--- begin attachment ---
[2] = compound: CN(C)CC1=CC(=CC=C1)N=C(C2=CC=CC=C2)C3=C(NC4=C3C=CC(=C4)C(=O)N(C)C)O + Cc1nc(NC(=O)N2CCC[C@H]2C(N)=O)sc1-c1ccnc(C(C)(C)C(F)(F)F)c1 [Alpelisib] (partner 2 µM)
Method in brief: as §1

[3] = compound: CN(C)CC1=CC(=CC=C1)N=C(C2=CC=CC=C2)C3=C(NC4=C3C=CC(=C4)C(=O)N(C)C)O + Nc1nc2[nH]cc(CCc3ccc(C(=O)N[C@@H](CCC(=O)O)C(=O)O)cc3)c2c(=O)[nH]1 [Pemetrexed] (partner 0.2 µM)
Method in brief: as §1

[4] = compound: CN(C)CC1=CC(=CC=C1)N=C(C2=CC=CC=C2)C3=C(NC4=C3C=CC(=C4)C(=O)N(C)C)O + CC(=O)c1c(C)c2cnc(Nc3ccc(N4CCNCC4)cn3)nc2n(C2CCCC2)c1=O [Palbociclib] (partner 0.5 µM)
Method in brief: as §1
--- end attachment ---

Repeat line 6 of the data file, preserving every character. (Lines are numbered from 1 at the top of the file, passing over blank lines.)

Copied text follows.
Method in brief: as §1